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The Flu
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Imagine Magazine
The Flu

Q. What can I do to help my child avoid the flu?

A: With the lengthening of flu season this year, due to the presence of H1N1 (swine flu) must earlier than the usual seasonal flu, parents must take a proactive role in protecting and educating their children about the flu. Children are especially vulnerable to developing the flu, because their immune system is not fully developed and ready to fight off the disease. Children also spend a lot of time together with other children at school and daycare, and this puts them more at risk of spreading influenza to others.

You can take several steps to reduce the risk your child will be impacted by the flu. Begin by vaccinating your child in the fall. This year, vaccination is recommended against both the H1N1 influenza and the usual seasonal flu. Both influenza vaccines are safe and effective and should be given to healthy children ages six months through 18 years. Depending on your child's age, and whether or not he or she has been immunized against influenza in the past, he or she may require one or two immunizations against both flu strains this year. Good hygiene will also go a long ways to keeping the flu away from your child.  Here are some simple actions the American Academy of Pediatrics recommends that you can take to prevent the spread of the flu.

  • Cough and sneeze into a tissue. If you don't have time to get a tissue, bend your arm and sneeze or cough into it. Teach your children to do the same.
  • Use tissues for wiping runny noses and to catch sneezes. Throw them in the trash after each use. Wear a mask if you are coughing or sneezing frequently.
  • Avoid kissing your child on or around the mouth or face when either of you are ill.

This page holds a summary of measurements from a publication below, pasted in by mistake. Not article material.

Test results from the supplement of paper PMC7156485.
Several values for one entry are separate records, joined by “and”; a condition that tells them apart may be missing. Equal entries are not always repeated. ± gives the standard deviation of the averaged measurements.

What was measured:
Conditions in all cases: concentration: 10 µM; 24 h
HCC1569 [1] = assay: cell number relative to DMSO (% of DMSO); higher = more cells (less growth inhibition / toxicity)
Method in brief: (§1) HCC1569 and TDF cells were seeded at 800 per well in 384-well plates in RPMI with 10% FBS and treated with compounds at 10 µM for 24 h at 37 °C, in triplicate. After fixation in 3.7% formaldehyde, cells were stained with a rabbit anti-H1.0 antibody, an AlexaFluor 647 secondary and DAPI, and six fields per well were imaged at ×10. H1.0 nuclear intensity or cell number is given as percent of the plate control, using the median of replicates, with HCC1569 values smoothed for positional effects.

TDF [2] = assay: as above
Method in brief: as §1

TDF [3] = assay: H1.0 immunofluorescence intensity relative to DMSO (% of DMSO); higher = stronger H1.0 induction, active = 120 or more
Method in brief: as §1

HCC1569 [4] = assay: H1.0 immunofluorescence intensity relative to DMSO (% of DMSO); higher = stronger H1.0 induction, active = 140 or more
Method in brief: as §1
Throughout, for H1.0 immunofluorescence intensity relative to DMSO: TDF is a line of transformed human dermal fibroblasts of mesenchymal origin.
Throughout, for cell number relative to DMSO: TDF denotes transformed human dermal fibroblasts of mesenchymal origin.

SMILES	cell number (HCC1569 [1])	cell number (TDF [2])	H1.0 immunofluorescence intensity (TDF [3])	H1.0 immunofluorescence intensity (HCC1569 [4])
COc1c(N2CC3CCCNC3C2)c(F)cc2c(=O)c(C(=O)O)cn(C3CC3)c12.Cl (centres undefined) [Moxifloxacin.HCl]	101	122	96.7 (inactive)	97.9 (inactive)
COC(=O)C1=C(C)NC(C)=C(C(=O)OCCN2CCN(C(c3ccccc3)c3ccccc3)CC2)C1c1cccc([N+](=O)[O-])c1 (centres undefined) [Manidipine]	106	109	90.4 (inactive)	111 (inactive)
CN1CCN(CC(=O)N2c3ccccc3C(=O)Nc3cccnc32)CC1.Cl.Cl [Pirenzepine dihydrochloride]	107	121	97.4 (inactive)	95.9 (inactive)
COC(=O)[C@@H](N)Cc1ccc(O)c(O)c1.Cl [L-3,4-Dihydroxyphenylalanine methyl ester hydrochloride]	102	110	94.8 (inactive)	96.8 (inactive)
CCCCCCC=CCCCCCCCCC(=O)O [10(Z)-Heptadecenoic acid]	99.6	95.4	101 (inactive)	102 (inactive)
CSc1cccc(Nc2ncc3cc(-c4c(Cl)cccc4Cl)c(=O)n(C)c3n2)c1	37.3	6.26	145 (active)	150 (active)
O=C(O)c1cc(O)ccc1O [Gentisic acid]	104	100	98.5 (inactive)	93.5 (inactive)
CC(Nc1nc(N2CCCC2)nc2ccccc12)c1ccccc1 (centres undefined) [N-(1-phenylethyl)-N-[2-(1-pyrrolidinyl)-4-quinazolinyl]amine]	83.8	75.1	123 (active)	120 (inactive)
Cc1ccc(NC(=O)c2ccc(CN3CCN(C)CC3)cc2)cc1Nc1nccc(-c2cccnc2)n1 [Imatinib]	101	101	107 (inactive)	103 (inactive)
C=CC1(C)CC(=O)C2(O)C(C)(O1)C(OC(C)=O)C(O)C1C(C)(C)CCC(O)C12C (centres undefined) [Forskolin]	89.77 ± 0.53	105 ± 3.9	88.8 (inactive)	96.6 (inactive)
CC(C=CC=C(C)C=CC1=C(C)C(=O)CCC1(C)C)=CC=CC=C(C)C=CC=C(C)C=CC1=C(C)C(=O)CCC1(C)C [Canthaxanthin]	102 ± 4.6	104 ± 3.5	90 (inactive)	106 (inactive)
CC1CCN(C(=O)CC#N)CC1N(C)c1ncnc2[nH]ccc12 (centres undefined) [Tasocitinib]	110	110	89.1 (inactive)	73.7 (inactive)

• Make sure everyone washes their hands before and after coming into close contact with someone with the flu. Everyone should wash their hands with soap and water for at least 15 seconds.
  • Don't let children share pacifiers, cups, spoons, forks, washcloths, or towels. Never share toothbrushes.
  • Use paper cups in the bathroom and kitchen. Throw them in the trash after each use.
  • Wash dishes, forks, and spoons in hot, soapy water or the dishwasher.
  • Change cloth towels often and wash them in hot water.
  • Wipe all surfaces, including toys, with a disinfectant or soap and hot water. Viruses can live for more than 30 minutes on doorknobs, toilet handles, countertops, and even toys.
  • Keep children, particularly infants, away from secondhand tobacco smoke. Don't smoke around your children. Children who are exposed to tobacco smoke cough and wheeze more and have a harder time getting over the flu.

If you have questions about preventing the flu, contact your pediatrician or our team of specialists at Children's Hospital. Together we can ensure you and your child enjoy healthy winter.

Do You Have a Question?

To submit a question for Dr. Fete, please e-mail Dawn Thurnau


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